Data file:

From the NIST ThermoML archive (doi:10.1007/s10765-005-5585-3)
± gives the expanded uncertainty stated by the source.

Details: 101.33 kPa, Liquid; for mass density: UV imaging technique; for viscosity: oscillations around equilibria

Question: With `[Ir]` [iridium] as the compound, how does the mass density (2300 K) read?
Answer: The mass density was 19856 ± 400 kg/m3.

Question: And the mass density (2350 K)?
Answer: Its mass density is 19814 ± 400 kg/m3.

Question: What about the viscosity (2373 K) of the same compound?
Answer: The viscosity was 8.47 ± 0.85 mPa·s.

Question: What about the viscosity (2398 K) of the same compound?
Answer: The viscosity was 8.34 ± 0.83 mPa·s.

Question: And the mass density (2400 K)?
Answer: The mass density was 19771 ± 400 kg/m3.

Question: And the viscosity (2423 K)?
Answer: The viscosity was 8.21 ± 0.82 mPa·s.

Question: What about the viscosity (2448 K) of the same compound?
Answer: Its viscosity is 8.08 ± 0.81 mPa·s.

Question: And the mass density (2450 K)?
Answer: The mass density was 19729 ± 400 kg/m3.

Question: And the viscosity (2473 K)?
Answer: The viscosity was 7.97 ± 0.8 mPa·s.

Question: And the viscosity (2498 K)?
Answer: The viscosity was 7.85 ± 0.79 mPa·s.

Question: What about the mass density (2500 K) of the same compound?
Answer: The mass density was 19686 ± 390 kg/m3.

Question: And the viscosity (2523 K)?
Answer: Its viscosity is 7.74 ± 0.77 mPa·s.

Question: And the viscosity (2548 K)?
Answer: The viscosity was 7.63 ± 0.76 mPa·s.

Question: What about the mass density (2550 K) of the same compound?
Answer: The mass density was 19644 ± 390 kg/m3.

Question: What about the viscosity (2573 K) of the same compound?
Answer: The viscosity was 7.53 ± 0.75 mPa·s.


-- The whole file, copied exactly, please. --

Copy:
From the NIST ThermoML archive (doi:10.1007/s10765-005-5585-3)
± gives the expanded uncertainty stated by the source.

Details: 101.33 kPa, Liquid; for mass density: UV imaging technique; for viscosity: oscillations around equilibria

Question: With `[Ir]` [iridium] as the compound, how does the mass density (2300 K) read?
Answer: The mass density was 19856 ± 400 kg/m3.

Question: And the mass density (2350 K)?
Answer: Its mass density is 19814 ± 400 kg/m3.

Question: What about the viscosity (2373 K) of the same compound?
Answer: The viscosity was 8.47 ± 0.85 mPa·s.

Question: What about the viscosity (2398 K) of the same compound?
Answer: The viscosity was 8.34 ± 0.83 mPa·s.

Question: And the mass density (2400 K)?
Answer: The mass density was 19771 ± 400 kg/m3.

Question: And the viscosity (2423 K)?
Answer: The viscosity was 8.21 ± 0.82 mPa·s.

Question: What about the viscosity (2448 K) of the same compound?
Answer: Its viscosity is 8.08 ± 0.81 mPa·s.

Question: And the mass density (2450 K)?
Answer: The mass density was 19729 ± 400 kg/m3.

Question: And the viscosity (2473 K)?
Answer: The viscosity was 7.97 ± 0.8 mPa·s.

Question: And the viscosity (2498 K)?
Answer: The viscosity was 7.85 ± 0.79 mPa·s.

Question: What about the mass density (2500 K) of the same compound?
Answer: The mass density was 19686 ± 390 kg/m3.

Question: And the viscosity (2523 K)?
Answer: Its viscosity is 7.74 ± 0.77 mPa·s.

Question: And the viscosity (2548 K)?
Answer: The viscosity was 7.63 ± 0.76 mPa·s.

Question: What about the mass density (2550 K) of the same compound?
Answer: The mass density was 19644 ± 390 kg/m3.

Question: What about the viscosity (2573 K) of the same compound?
Answer: The viscosity was 7.53 ± 0.75 mPa·s.